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“The teaching process in schools shall be conducted in a way that is interactive,
inspiring, fun, and challenging, motivates students to participate actively, and provides
sufficient space for initiatives, creativity, and independence in line with the talents,
interest, and physical and psychological development of the students.” (MoEC 2013, 89)
This goal marks an important development away from the traditional teacher-centred instructtion towards a learner-centred approach. Nevertheless, the MoEC acknowledges that a “lack
of overall implementation guidelines or core indicators” still poses a challenge in practice
(ibid., 90). This is then the gap where Q2E can support schools in defining and implementing
a comprehensive QMS.
The following figure shows where Q2E aspects complement the ISO approach in QMSiS:
Figure 4: Q2E quality reference framework as a complement to ISO 9001:2008
The result of this combination of ISO 9001:2008 and Q2E is a quality management approach
that follows the ISO logic and helps the school in improving its reputation by receiving
external certification. At the same time, it is a very rich concept which takes into special
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consideration the characteristics and requirements of schools and helps them to achieve the
provisions of the national education standards.
After the explanation of QMSiS and its underlying quality management concepts, the next
chapter describes the process of its practical implementation at SMKN 4 Makassar.
Practical implementation of QMSiS at SMKN 4 Makassar
Local school context
SMKN 4 Makassar is a public vocational school in the city of Makassar. In Makassar, there
are currently 11 public vocational high schools and 87 private vocational high schools. The
main industries of the district are trading, home industry and fishery. Among the shared challenges of most of the local vocational high schools are fast industry development, a lack of
infrastructure, lack of teachers´ competencies and of industry linkages, curriculum development and also the development of suitable teaching materials.
SMKN 4 Makassar has six departments: Accounting, Office administration, Marketing, Tourism and Travel, Computer Networking and Commercial Cookery. Currently 1412 students are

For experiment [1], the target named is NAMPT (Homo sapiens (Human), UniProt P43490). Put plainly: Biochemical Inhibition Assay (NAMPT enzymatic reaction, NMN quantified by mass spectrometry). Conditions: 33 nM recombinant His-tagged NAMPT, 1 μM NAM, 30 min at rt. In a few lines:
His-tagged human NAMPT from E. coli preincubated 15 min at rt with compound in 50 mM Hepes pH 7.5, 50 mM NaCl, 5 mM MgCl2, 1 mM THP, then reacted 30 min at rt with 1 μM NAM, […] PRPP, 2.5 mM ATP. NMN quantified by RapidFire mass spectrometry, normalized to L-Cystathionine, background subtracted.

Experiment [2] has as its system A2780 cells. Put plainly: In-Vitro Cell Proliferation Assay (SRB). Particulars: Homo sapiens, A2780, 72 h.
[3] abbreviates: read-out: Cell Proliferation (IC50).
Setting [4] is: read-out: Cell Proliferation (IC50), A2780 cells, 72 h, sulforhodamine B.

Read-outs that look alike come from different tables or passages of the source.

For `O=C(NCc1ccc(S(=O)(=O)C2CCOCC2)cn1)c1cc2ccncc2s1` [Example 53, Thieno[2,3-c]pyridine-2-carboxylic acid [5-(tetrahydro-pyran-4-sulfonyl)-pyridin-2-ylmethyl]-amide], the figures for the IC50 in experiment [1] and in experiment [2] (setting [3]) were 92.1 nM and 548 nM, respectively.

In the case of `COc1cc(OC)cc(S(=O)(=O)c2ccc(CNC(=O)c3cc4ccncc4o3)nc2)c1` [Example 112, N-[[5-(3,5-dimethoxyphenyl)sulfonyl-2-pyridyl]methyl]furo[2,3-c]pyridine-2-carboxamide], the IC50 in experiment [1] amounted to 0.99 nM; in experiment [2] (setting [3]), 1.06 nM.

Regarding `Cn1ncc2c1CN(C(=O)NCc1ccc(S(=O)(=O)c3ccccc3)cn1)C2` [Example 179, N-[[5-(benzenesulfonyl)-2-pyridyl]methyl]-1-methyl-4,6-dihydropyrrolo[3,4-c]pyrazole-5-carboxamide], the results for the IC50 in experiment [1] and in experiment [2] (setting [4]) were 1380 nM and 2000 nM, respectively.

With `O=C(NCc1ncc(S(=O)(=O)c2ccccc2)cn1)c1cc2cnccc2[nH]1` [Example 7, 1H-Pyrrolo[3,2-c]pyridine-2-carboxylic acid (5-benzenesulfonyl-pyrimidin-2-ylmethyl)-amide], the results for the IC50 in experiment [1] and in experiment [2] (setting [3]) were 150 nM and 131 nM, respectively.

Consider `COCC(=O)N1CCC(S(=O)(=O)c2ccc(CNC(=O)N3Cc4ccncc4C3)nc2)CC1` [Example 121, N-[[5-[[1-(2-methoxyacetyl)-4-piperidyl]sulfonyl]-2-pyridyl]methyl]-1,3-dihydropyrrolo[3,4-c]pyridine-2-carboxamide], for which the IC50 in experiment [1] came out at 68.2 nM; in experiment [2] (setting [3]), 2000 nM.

taught by a total of 97 teachers.
Prior quality challenges
Before the introduction of QMSiS, SMKN 4 Makassar had no coherent QMS. As a consequence of this situation, the school suffered from various quality problems:
A lack of external/customer orientation: the school management mostly focused on the
internal needs of the school (input orientation).
Unsystematic and incoherent preparation and implementation of learning activities by
the school’s teachers: Teachers used different approaches for the preparation and
implementation of their lessons. There was no external feedback and motivation to
help them to develop their teaching in a more systematic way.
Teacher-centred teaching and learning processes: Students did not have an active role
in their learning. Furthermore, teaching quality was relatively uneven. The students
could be lucky if a teacher invested more time and effort into planning the lessons and
used different didactic approaches. If not, they would experience a more unidirectional
Inefficient documentation procedures in the school administration and as a result frequent confusion about student and other school data: documentation was paper-based
and often incomplete. As a result, finding information was very time-consuming for
both school staff and external stakeholders (such as parents, industry representatives or
government officials).
Lack of student involvement: Students were not much involved in the organization of
different activities of the school life (such as local or regional events) and also played
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a more passive role in their learning process. Education and training could thus not
contribute optimally to their professional development towards becoming independent
and self-confident employees.
These weaknesses represented problems in different areas of the school and hence it was necessary to develop and implement a holistic quality management approach that would encompass all school departments and their related work procedures.
Practical implementation of QMSiS at SMK 4 Makassar
In order to address the aforementioned quality obstacles and improve the school’s performance, the school management of SMK 4 Makassar decided to introduce a new QMS in
2011. This change process started with an information workshop to make sure that all school
staff understood the importance and different aspects of quality management. Next, a work
team was created which was responsible for implementing the subsequent activities and preparing the quality management documents that should later be used by all school staff. To
ensure that different departments of the school worked well together for a better education
and training quality, it was necessary to understand and list all the crucial work procedures.